The Rowel:The Rowel hammer is round, has a hole through the center, and serrations. The Rowel hammer is sometimes called the commander hammer, or the HiPower hammer, because both configurations use this style by default.
The skeleton: If you took the long part of the spur hammer, grafted the circle part of the rowel onto the tip, and hollowed out the middle, you would have a skeleton hammer. This is the most popular style in premium and custom guns today.
There are also numerous other styles that involve bobbing off bits from one of the above, or changing the shape a bit one way or another.
As to material, I personally recommend going with a forged and machined tool steel part; but cast parts, MIM parts, even titanium hammers are available.
The original 1911 wore a set of wooden grip panels (23). The original grip panel thickness was approximately 0.25-inches and that dimension is pretty much the standard to this day.
This is utterly a matter of personal preference. It affects both ergonomics and looks. If you have small hands, thin grips are available. There are also thicker grips available for those big-mitted folks.
Grip panel materials vary widely from wood, polymer, rubber, natural bone, composite, aluminum, G-10, and even pewter. There is also a wide range of designs (checkering, inlays, etc.) that will enhance the looks and feel of the grip panels in the hand and also provide more control over the pistol under operating conditions.
Also, the grips are the single easiest change you can make to a 1911. You can completely alter the look and feel of the gun with a simple $20 (or $200 or more depending on your tastes) grip change. So if you like a gun but don’t like the grips, go for it, they’re cheap and easy to change.
Wood, polymer, and rubber grip panels are found on most Off-The-Shelf 1911 pistols available today.
The original 1911 was outfitted with a small thumb safety (26).
Again there two choices to make here, Single sided or ambidextrous.
The original 1911 came equipped with a single, left-side safety lever. Left-handed folks had to learn how to use the safety either by using the trigger finger (or shooting hand thumb) or use a
Ambidextrous:Some people prefer to have a safety on both sides of the gun for left or right handed use. Some people prefer to keep the safety right side only, both for looks, and to reduce points to snag on.
There are several different shapes; wide, narrow, long, short, bobbed etc… Again some people don’t like how various styles look or feel.
Honestly, there are advantages and disadvantages to whatever you chose; just go with what feels good in your hand. Personally, I like rounded edges on the safety but I won’t throw a 1911 away because the edges are more squared than I like.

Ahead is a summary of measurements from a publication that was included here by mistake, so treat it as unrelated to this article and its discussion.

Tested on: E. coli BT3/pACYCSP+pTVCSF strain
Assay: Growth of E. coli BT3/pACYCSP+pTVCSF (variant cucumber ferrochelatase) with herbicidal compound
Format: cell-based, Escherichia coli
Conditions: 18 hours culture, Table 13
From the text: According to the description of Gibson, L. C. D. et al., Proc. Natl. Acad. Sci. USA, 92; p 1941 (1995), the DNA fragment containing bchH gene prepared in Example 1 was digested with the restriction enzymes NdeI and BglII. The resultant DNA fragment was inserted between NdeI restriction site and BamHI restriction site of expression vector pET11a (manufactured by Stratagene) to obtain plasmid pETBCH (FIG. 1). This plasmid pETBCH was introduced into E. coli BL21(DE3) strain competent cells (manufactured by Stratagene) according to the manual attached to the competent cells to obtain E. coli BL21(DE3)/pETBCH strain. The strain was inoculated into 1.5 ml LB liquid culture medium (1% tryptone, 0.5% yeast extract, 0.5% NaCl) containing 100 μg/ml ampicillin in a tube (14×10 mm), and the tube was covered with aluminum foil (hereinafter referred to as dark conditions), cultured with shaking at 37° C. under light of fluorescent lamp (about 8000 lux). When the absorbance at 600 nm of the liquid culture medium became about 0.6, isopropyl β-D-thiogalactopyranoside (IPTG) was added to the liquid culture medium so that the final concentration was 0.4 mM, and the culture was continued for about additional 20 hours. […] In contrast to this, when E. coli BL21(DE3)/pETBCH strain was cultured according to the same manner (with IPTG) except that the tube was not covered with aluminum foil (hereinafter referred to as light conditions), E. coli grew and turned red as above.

I prefer an ambidextrous thumb safety (that was not always the case) as I feel that left (weak) hand operation is just as important as right (strong) hand operation. If you are a left-only, then an ambidextrous safety might appeal to you. However, consider that even if you find a 1911 that you really like, but it does not have an ambidextrous thumb safety, one can be installed by a certified and competent gunsmith at a later time.
Whatever you choose though; I HIGHLY recommend going with a forged and machined steel part here. Being forged doesn’t guarantee it is better; but you have a much better shot at it being a better component (IMHO).
Single or double-stack:
The original 1911 was intended to operate with a single-stack magazine (21). Almost all manufacturers offer their frames in the traditional single stack configuration; which typically holds 6, 7, or 8 rounds (at least in .45 acp).
Many manufacturers also make double-stack models, which as the name implies are thicker in the grip, and hold as many as 14 rounds (in .45 – as many as 18 in 9mm). The Para-Ordinance Model 14-45 would be an example
A grip safety (13) was incorporated into the original design of the 1911 pistol. If the grip safety is not pressed, the pistol will not fire. It was imperative to have a firm grip on the pistol. The original grip safety was short and smooth, unlike many of today’s manufacturing.
Today, there three choices to make with a grip safety
The standard short and smooth grip safety today is mostly found on “clones” of the original 1911. The “spur” of the original grip safety (the part that fits into the web of the hand) was very short and if the hand somehow found it way above the spur, the hand usually was “tattooed” by the spur of the hammer as the slide moved rearward and the hammer was forced into the cocked position.
Today, some manufacturers of the basic 1911 pistol have extended the “Spur” of the grip safety somewhat to help eliminate “Hammer Bite.” The Remington 1911 is one example.
A beavertail allows you to grip the gun deeper into the web of your hand, prevents hammer bite, and aids in recoil management. I recommend beavertails to most people for most guns. Without it, you have to have the gun sit a bit higher, which worsens recoil control. Although, some people dislike the way they look, beaver-tail safeties work.
Memory bump:A memory bump is a bump, hump, or wedge shaped protrusion on the bottom back of the grip safety, that helps your hand more positively disengage the trigger blocking mechanism; and also helps you index your grip by feel a bit faster. Some people find them uncomfortable or awkward.